Imperial Hotel, Tokyo

Imperial Hotel, Tokyo

:"This article is about the historic Frank Lloyd Wright building. For the modern Japanese hotel chain currently in operation, see Imperial_Hotel."

Tokyo's Imperial Hotel was the best-known of Frank Lloyd Wright's buildings in Japan. The original Imperial Hotel in Tokyo was built in 1890. To replace the original wooden structure, the owners commissioned a design by Wright, which was completed in 1923. Time took its toll, and in 1968, the facade and pool were moved to The Museum "Meiji Mura", a collection of buildings (mostly from the Meiji Era) in Inuyama, near Nagoya, while the rest of the structure was demolished to make way for a new hotel on the site.

The Frank Lloyd Wright version was designed in the "Maya Revival Style" of architecture. It incorporates a tall, pyramid-like structure, and also loosely copies Maya motifs in its decorations. The main building materials are poured concrete and concrete block. The visual effect of the hotel was stunning and dramatic, though not unique; in recent years, architectural historians have noted a marked similarity with the Cafe Australia, Melbourne, Australia (1916) designed by Prairie School architects Marion Mahony and Walter Burley Griffin.

While the Imperial Hotel was originally owned and partly funded by the imperial family, the current owner of Imperial Hotel, Tokyo, the new hotel on the grounds on which Wright's Imperial Hotel once stood, is Imperial Hotel, Ltd., which runs a chain of luxury hotels in Japan.

1923 earthquake

The structure completed in 1923 survived the magnitude 7.9 Great Kantō earthquake of 1923. A telegram from Baron Kihachiro Okura reported the following:

Hotel stands undamaged as monument to your genius [.] Congratulations [.] cite book|title=Earthquake|series=Planet Earth|author=Bryce Walker|publisher=Time Life Books|year=1982|page=153|id=ISBN 0-8094-4300-7]
Wright's passing the telegram to journalists has helped perpetuate a legend that the hotel was unaffected by the earthquake. In reality, the building had damage; the central section slumped, several floors bulged, and four pieces of stonework fell to the ground.cite book|title=Earthquake|series=Planet Earth|author=Bryce Walker|publisher=Time Life Books|year=1982|page=154|id=ISBN 0-8094-4300-7] The building's main failing was its foundation. Wright had intended the hotel to float on the site's alluvial mud "as a battleship floats on water." This was accomplished by making it shallow, with broad footings. This was supposed to allow the building to float during an earthquake. However, the foundation was an inadequate support and did nothing to prevent the building from sinking into the mud to such an extent that it had to be demolished decades later. Furthermore, alluvial mud, such as that at the hotel's site, has the nasty effect of amplifying seismic waves.cite book|author=Robert W. Christopherson|title=Geosystems - An Introduction to Physical Geography|page=347|publisher=MacMillan|year=1992|id=ISBN 0-02-322443-6]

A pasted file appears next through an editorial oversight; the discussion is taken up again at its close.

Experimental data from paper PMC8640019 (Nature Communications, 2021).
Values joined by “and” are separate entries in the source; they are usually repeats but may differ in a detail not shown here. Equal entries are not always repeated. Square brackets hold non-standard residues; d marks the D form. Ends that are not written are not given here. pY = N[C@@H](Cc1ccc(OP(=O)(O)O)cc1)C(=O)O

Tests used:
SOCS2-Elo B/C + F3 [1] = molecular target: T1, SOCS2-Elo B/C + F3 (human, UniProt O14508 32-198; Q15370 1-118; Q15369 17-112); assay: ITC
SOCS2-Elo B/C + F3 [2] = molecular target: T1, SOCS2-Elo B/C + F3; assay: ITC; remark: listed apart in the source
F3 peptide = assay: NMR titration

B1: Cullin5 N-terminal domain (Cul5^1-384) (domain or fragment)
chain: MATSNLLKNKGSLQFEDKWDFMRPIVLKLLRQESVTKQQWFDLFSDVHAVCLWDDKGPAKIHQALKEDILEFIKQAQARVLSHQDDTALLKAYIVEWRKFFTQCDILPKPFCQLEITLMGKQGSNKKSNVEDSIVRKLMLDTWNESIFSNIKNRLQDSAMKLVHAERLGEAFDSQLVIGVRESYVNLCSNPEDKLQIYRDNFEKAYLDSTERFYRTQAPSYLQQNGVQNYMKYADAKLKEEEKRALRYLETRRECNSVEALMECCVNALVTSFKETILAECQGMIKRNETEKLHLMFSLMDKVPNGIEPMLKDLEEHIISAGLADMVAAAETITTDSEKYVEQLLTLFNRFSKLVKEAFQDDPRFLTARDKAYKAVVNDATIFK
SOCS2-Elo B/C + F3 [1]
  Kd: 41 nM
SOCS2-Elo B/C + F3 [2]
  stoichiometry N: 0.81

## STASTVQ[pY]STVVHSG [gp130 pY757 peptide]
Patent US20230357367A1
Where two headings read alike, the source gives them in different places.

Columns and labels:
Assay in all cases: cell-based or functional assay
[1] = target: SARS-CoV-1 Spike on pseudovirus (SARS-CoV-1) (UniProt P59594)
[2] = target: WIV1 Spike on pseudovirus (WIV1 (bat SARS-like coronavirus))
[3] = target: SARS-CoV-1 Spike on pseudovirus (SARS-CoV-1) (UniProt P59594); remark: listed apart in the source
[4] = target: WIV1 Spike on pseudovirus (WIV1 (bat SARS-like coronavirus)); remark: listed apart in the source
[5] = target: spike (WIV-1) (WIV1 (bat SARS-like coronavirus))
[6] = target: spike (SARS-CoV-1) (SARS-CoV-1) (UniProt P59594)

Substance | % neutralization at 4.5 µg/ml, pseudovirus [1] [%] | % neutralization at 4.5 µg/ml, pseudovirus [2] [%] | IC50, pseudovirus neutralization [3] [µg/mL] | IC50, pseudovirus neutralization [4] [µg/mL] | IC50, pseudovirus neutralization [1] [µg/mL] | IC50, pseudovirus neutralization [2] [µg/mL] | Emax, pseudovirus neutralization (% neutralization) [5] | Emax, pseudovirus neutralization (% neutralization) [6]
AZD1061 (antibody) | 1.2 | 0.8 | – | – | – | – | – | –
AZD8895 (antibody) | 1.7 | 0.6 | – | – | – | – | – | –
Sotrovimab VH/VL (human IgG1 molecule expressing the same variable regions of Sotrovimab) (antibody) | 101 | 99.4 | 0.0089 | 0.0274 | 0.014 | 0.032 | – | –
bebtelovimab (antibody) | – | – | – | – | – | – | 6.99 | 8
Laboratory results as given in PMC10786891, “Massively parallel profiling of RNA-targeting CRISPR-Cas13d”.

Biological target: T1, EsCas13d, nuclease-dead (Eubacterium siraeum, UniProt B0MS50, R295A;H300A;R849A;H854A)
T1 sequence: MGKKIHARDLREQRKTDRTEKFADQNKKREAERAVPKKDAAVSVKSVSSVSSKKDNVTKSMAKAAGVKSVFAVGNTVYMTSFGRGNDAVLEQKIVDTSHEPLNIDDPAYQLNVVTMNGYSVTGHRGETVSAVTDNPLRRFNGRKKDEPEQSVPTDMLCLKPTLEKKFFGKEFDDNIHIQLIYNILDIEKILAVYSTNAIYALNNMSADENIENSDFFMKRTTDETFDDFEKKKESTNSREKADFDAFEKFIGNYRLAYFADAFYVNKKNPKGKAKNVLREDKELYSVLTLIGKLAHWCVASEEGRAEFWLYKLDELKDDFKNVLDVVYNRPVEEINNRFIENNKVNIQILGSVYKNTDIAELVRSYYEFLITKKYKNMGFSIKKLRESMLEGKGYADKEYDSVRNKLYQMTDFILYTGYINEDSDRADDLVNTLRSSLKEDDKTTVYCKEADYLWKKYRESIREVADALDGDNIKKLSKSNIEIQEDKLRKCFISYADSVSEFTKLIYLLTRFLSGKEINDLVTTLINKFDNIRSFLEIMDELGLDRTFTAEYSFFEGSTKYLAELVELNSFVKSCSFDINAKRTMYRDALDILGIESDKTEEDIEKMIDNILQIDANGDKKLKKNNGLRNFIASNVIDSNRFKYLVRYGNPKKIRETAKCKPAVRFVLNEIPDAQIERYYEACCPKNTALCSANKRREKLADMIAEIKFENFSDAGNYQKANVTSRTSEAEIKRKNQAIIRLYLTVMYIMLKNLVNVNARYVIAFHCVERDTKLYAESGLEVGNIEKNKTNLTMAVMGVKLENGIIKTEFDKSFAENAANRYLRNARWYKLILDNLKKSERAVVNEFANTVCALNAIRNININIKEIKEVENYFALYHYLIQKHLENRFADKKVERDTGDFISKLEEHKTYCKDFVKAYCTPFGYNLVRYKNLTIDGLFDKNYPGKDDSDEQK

The hotel survived an earlier earthquake that struck Tokyo during its construction. While many buildings in the area were destroyed, the hotel itself - while shaken - stood completely undamaged. [cite journal |last=Szolginia |first=Witold |year=1974 |month=March |title=Genialne idee "szalonego architekta" |journal=Młody Technik |pages=38-45

The hotel had several design features that made up for its foundation:

* The reflecting pool (visible in the picture above) also provided a source of water for fire-fighting, saving the building from the post-earthquake firestorm;
* Cantilevered floors and balconies provided extra support for the floors;
* A copper roof, which cannot fall on people below the way a tile roof can;
* Seismic separation joints, located about every 20 m along the building;
* Tapered walls, thicker on lower floors, increasing their strength; and
* Suspended piping and wiring, instead of being encased in concrete, as well as smooth curves, making them more resistant to fracture.

Most important, the hotel passed the most crucial test for any structure during an earthquake: it stayed standing.

The Imperial Hotel


External links

* [ Imperial Hotel, Ltd.] (株式会社帝国ホテル; "Kabushiki Gaisha Teikoku Hoteru").
* [ Main Entrance Hall and Lobby of Imperial Hotel in the Museum Meiji-Mura]
* [ Old Tokyo - Imperial Hotel (Wright)]
* []

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